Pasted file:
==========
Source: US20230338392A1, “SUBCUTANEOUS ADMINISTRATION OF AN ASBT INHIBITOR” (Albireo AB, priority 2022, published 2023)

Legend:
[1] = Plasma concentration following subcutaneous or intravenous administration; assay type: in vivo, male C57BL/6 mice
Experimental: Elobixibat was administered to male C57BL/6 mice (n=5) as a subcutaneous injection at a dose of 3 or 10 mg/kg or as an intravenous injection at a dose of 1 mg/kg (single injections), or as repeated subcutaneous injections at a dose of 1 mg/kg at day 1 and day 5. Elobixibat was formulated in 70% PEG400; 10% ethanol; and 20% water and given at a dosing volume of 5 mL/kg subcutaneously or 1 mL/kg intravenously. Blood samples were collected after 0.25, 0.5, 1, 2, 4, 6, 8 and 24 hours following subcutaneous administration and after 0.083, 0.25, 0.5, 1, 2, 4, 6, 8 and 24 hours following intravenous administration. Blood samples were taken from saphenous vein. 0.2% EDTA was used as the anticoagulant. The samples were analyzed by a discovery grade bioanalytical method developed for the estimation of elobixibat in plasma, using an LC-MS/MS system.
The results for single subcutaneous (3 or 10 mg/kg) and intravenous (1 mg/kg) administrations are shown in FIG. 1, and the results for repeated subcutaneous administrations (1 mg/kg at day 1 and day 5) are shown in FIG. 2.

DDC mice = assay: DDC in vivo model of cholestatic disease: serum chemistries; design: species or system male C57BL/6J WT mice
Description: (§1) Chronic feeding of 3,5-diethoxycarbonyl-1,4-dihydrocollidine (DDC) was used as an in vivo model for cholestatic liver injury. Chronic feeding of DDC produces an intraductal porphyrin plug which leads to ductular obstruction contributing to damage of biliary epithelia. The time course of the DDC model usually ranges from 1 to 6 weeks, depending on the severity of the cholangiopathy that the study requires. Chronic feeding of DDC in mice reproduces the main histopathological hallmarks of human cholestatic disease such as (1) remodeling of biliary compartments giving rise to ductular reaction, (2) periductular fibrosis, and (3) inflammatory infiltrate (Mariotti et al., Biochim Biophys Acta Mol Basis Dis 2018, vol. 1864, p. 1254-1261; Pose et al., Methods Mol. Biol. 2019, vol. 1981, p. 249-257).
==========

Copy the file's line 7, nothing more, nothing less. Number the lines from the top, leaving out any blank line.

Description: (§1) Chronic feeding of 3,5-diethoxycarbonyl-1,4-dihydrocollidine (DDC) was used as an in vivo model for cholestatic liver injury. Chronic feeding of DDC produces an intraductal porphyrin plug which leads to ductular obstruction contributing to damage of biliary epithelia. The time course of the DDC model usually ranges from 1 to 6 weeks, depending on the severity of the cholangiopathy that the study requires. Chronic feeding of DDC in mice reproduces the main histopathological hallmarks of human cholestatic disease such as (1) remodeling of biliary compartments giving rise to ductular reaction, (2) periductular fibrosis, and (3) inflammatory infiltrate (Mariotti et al., Biochim Biophys Acta Mol Basis Dis 2018, vol. 1864, p. 1254-1261; Pose et al., Methods Mol. Biol. 2019, vol. 1981, p. 249-257).